* Relief well could intercept leaking well by end July
* Cap switch progressing
* New oil-capture vessel to start up late Sunday (Adds detail, quotes, byline)
By Kristen Hays
HOUSTON, July 11 (Reuters) - The first of two relief wells is expected to intercept BP Plc’s (BP.L) (BP.N) blown-out well in the Gulf of Mexico by the end of July and the leak could be plugged by early to mid-August, a BP executive said on Sunday.
“The anticipation is that toward the end of July is when we’ll be able to intercept the Macondo well,” Kent Wells, senior vice president of exploration and production for BP, told reporters.
Wells explained, however, that intercepting the well is only the first step to killing the leak and BP still expects to plug it with heavy drilling fluid and cement by early to mid-August.
Wells also said that BP made progress on a delicate undersea operation to install a new containment cap on the leaking wellhead, and planned to activate a new oil-siphoning system later on Sunday.
The new oil-capture system, a rig called the Helix Producer, had gone through all necessary startup procedures and was expected to begin siphoning oil, Wells said.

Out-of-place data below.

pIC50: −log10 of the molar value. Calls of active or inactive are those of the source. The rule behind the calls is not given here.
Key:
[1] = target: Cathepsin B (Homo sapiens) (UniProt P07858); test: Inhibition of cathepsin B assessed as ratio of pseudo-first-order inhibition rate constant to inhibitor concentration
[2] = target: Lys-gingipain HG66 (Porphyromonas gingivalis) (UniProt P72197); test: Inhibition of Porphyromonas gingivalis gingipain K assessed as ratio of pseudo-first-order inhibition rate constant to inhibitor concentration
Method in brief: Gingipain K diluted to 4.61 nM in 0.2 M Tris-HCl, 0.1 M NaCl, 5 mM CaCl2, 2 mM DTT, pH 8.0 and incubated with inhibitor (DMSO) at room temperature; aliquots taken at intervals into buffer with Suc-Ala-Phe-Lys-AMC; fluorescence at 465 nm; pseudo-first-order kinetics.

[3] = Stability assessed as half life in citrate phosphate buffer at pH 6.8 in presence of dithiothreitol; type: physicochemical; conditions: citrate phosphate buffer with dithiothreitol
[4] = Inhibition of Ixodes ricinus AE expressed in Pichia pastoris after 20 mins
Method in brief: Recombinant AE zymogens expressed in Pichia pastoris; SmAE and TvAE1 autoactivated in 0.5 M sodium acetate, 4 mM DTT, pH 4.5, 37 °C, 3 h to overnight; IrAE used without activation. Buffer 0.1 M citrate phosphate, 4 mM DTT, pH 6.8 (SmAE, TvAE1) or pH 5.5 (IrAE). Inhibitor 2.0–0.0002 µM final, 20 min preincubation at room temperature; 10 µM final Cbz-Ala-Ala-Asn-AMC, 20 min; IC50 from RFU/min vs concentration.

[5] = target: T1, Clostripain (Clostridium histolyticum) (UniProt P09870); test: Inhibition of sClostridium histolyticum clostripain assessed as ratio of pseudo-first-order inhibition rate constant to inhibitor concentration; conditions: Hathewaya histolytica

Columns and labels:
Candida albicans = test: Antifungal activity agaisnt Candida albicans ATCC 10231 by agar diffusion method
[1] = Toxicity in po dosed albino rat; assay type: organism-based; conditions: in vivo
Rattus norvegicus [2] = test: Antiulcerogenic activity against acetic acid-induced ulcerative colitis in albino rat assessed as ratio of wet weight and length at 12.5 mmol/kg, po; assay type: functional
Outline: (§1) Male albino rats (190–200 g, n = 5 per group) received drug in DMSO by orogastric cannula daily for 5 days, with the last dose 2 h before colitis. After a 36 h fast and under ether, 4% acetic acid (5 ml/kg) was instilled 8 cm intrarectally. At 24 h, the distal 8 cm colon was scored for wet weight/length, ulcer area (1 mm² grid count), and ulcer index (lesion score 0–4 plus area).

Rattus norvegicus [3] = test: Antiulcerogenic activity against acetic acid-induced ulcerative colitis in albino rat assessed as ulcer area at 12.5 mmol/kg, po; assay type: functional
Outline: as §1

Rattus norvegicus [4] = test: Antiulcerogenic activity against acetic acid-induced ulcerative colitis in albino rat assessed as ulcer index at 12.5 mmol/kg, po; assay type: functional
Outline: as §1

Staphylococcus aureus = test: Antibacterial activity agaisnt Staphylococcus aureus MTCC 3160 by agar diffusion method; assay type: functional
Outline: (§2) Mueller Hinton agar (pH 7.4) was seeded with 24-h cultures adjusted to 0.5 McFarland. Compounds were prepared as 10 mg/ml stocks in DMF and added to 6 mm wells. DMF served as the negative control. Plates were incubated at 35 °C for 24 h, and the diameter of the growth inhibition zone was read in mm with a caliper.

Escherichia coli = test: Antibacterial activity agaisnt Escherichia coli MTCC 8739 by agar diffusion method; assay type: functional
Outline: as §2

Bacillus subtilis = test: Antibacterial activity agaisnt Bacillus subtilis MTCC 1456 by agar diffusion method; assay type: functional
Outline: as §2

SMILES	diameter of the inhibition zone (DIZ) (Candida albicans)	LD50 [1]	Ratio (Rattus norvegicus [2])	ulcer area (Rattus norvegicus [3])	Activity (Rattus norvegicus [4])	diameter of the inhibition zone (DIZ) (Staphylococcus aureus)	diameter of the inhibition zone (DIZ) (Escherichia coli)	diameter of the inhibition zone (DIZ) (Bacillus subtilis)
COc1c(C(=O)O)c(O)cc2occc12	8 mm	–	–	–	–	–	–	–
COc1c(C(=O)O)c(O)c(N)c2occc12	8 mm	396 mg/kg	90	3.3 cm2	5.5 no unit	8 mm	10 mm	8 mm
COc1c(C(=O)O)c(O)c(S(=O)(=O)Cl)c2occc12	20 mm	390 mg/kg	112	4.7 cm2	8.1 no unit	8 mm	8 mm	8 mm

The new cap and startup of the Helix Producer are critical steps toward an upgraded oil-capture system with four vessels that can collectively handle up to 80,000 barrels of oil per day (3.4 million gallons/12.7 million liters), according to BP and the Coast Guard.
BP expects to have that four-vessel system in place within two to three weeks, Wells said.
BP on Saturday removed a cap on the well and began working to install the bigger cap and seal.
“If everything goes extremely well, we’ll be on the short end of four to seven days” to install the new cap, Wells said.
When fully operational, the new cap will capture virtually all of the oil spewing from the well, according to retired Coast Guard Admiral Thad Allen, the top U.S. oil spill official.
Meanwhile, oil is spewing mostly unchecked from the well. Another rig, the Q4000, is siphoning and burning off about 8,000 barrels a day from the leaking well, Wells said.
U.S. government experts have pegged the leak’s flow at up to 60,000 bpd (2.5 million gallons/9.5 million liters). (Additional reporting by Chris Baltimore and Lesley Wroughton, Editing by Sandra Maler and Alan Elsner)